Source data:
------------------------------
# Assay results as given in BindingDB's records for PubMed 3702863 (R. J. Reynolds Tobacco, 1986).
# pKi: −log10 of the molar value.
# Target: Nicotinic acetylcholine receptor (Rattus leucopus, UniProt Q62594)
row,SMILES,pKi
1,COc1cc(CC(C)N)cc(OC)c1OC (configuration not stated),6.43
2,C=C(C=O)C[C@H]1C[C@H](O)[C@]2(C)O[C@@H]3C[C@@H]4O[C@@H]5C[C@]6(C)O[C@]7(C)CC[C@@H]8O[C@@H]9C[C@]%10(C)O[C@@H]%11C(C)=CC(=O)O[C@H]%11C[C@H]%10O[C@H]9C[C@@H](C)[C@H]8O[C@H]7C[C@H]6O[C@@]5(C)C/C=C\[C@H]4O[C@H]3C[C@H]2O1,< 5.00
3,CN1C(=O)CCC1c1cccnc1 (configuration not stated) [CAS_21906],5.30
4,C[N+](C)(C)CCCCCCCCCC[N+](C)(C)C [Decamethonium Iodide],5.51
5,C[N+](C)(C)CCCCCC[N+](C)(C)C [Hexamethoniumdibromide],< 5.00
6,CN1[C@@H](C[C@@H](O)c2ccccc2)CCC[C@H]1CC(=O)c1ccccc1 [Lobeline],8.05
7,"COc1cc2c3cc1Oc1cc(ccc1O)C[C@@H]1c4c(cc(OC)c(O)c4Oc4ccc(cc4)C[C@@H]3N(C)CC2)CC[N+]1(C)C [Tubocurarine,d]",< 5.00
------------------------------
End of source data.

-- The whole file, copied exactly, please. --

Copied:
# Assay results as given in BindingDB's records for PubMed 3702863 (R. J. Reynolds Tobacco, 1986).
# pKi: −log10 of the molar value.
# Target: Nicotinic acetylcholine receptor (Rattus leucopus, UniProt Q62594)
row,SMILES,pKi
1,COc1cc(CC(C)N)cc(OC)c1OC (configuration not stated),6.43
2,C=C(C=O)C[C@H]1C[C@H](O)[C@]2(C)O[C@@H]3C[C@@H]4O[C@@H]5C[C@]6(C)O[C@]7(C)CC[C@@H]8O[C@@H]9C[C@]%10(C)O[C@@H]%11C(C)=CC(=O)O[C@H]%11C[C@H]%10O[C@H]9C[C@@H](C)[C@H]8O[C@H]7C[C@H]6O[C@@]5(C)C/C=C\[C@H]4O[C@H]3C[C@H]2O1,< 5.00
3,CN1C(=O)CCC1c1cccnc1 (configuration not stated) [CAS_21906],5.30
4,C[N+](C)(C)CCCCCCCCCC[N+](C)(C)C [Decamethonium Iodide],5.51
5,C[N+](C)(C)CCCCCC[N+](C)(C)C [Hexamethoniumdibromide],< 5.00
6,CN1[C@@H](C[C@@H](O)c2ccccc2)CCC[C@H]1CC(=O)c1ccccc1 [Lobeline],8.05
7,"COc1cc2c3cc1Oc1cc(ccc1O)C[C@@H]1c4c(cc(OC)c(O)c4Oc4ccc(cc4)C[C@@H]3N(C)CC2)CC[N+]1(C)C [Tubocurarine,d]",< 5.00